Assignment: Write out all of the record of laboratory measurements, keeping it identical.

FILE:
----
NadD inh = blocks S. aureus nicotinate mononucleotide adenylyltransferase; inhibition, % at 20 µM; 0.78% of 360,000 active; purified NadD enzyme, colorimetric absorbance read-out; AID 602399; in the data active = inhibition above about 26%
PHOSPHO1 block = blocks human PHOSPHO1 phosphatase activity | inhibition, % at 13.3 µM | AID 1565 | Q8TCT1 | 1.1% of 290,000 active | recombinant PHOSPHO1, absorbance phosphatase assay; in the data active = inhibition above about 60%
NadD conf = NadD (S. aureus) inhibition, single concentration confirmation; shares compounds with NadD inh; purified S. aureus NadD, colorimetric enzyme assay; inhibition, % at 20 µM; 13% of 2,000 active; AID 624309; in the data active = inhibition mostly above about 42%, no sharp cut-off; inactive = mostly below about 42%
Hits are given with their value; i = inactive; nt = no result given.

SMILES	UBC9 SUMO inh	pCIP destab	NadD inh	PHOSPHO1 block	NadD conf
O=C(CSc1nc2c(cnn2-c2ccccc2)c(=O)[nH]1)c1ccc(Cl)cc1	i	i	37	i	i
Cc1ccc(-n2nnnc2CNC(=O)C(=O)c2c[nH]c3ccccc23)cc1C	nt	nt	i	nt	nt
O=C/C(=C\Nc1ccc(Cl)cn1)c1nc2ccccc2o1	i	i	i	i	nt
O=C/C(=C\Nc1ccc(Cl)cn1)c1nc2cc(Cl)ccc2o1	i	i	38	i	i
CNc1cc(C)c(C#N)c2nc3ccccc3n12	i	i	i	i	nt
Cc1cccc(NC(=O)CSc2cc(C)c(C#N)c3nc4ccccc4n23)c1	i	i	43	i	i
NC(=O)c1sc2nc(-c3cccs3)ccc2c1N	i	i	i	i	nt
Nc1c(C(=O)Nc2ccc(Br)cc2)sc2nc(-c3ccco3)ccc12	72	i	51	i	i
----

NadD inh = blocks S. aureus nicotinate mononucleotide adenylyltransferase; inhibition, % at 20 µM; 0.78% of 360,000 active; purified NadD enzyme, colorimetric absorbance read-out; AID 602399; in the data active = inhibition above about 26%
PHOSPHO1 block = blocks human PHOSPHO1 phosphatase activity | inhibition, % at 13.3 µM | AID 1565 | Q8TCT1 | 1.1% of 290,000 active | recombinant PHOSPHO1, absorbance phosphatase assay; in the data active = inhibition above about 60%
NadD conf = NadD (S. aureus) inhibition, single concentration confirmation; shares compounds with NadD inh; purified S. aureus NadD, colorimetric enzyme assay; inhibition, % at 20 µM; 13% of 2,000 active; AID 624309; in the data active = inhibition mostly above about 42%, no sharp cut-off; inactive = mostly below about 42%
Hits are given with their value; i = inactive; nt = no result given.

SMILES	UBC9 SUMO inh	pCIP destab	NadD inh	PHOSPHO1 block	NadD conf
O=C(CSc1nc2c(cnn2-c2ccccc2)c(=O)[nH]1)c1ccc(Cl)cc1	i	i	37	i	i
Cc1ccc(-n2nnnc2CNC(=O)C(=O)c2c[nH]c3ccccc23)cc1C	nt	nt	i	nt	nt
O=C/C(=C\Nc1ccc(Cl)cn1)c1nc2ccccc2o1	i	i	i	i	nt
O=C/C(=C\Nc1ccc(Cl)cn1)c1nc2cc(Cl)ccc2o1	i	i	38	i	i
CNc1cc(C)c(C#N)c2nc3ccccc3n12	i	i	i	i	nt
Cc1cccc(NC(=O)CSc2cc(C)c(C#N)c3nc4ccccc4n23)c1	i	i	43	i	i
NC(=O)c1sc2nc(-c3cccs3)ccc2c1N	i	i	i	i	nt
Nc1c(C(=O)Nc2ccc(Br)cc2)sc2nc(-c3ccco3)ccc12	72	i	51	i	i